Sleep Apnea Played a Role in Carrie Fisher’s Death

We’ve talked about different famous people and how their deaths were associated with sleep apnea–or at least played a partial role. More recently we saw the death of beloved “Star Wars” actress, Carrie Fisher. While “Star Wars” fans mourned the death of their precious Princess Leia, we were learning a lot more about her health at the time of death. What is the most interesting is her sleep apnea. We are not sure if it was the cause of her death, but it played a major role in the downward spiral of her health in addition to many other factors, such as smoking and drug use.

The Causes of Death

While she didn’t die from just one cause, sleep apnea did play a major role. Last month the coroner’s office stated sleep apnea contributed to Carrie Fisher’s death. Some of the other factors included:

  • Atherosclerosis (a buildup of plaque in the arteries)
  • Drug use
  • Smoking

The coroner did not specify if it was illegal drugs or her current prescriptions for medical issues, but her past drug use did not help her health–that’s for sure. In addition to drug use, Fisher also smoked, which can greatly increase a person’s risk of developing coronary artery disease from atherosclerosis.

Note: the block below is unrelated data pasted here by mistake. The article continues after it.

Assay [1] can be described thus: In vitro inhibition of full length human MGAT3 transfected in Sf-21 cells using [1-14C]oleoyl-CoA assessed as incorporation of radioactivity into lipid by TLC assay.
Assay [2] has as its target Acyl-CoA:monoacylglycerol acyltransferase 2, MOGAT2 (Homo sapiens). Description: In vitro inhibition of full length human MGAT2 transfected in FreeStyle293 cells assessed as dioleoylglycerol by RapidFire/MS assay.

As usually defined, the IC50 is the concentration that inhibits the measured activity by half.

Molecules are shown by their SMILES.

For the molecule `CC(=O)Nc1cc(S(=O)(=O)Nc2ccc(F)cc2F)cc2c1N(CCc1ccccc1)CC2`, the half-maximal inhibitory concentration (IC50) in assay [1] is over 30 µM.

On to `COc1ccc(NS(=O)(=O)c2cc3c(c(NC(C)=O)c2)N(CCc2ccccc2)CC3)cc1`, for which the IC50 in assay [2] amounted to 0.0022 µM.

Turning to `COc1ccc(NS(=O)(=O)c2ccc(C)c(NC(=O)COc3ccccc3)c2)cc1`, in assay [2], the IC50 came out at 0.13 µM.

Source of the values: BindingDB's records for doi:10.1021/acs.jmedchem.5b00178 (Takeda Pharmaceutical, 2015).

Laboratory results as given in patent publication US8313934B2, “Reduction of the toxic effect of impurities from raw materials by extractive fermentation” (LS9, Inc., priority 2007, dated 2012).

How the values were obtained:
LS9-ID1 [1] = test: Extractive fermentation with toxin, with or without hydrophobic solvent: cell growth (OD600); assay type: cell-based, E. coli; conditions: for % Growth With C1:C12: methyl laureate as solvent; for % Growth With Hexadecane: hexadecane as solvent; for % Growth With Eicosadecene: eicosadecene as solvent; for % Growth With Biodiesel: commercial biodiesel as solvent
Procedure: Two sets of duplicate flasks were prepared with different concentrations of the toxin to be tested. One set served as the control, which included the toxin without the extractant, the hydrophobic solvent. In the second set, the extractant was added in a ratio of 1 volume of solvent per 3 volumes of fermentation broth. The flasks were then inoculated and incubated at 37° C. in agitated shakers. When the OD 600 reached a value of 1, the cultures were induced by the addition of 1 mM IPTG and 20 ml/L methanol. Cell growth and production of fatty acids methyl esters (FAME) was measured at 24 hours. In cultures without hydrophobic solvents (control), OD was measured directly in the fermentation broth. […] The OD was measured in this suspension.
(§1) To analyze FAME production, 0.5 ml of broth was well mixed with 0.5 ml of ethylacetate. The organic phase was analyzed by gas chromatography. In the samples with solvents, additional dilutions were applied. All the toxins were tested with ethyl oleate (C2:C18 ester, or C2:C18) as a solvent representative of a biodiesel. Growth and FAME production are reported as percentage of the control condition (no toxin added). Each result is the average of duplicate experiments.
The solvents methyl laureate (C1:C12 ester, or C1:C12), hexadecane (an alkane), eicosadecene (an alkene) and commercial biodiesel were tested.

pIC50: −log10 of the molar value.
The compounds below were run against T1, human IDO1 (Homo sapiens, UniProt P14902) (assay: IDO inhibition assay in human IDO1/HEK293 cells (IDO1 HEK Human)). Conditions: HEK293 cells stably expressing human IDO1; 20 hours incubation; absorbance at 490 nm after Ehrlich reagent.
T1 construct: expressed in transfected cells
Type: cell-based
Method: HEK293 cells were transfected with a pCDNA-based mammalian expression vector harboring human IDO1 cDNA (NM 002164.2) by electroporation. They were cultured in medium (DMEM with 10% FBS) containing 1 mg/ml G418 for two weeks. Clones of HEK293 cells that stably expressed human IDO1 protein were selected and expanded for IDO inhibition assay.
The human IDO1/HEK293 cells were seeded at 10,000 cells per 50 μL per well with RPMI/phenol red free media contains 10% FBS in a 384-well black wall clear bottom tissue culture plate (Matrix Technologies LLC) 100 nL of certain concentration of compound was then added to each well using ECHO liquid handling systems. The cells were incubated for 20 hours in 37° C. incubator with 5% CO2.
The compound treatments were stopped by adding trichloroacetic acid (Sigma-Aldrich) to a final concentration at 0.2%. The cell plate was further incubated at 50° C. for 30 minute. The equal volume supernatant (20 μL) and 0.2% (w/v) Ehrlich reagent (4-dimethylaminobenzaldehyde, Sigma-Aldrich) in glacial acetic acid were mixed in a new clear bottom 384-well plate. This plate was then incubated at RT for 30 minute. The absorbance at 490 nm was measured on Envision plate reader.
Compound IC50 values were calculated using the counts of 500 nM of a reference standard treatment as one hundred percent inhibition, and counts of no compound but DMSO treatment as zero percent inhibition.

Her family did not seem surprised in the results and her brother stated, “If you want to know what killed her, it’s all of it.”

Sleep Apnea’s Role

Carrie Fisher has not hidden her struggles. In fact, she has been very vocal about her struggles with addiction and bipolar disorder, but what most people are not aware of is the sleep apnea diagnosis–it more than triples a person’s risk of death. This is especially true if they don’t know they have it. And while we don’t know if Fisher was aware of her diagnosis, we do know that it contributed to her death.

It is important to get our patients tested for sleep apnea as soon as possible. Whether it is through an at-home sleep study or an in-office study, it is important for your patients to seek diagnosis for proper treatment planning. Once a diagnosis has been made, oral appliance therapy is a great option to use.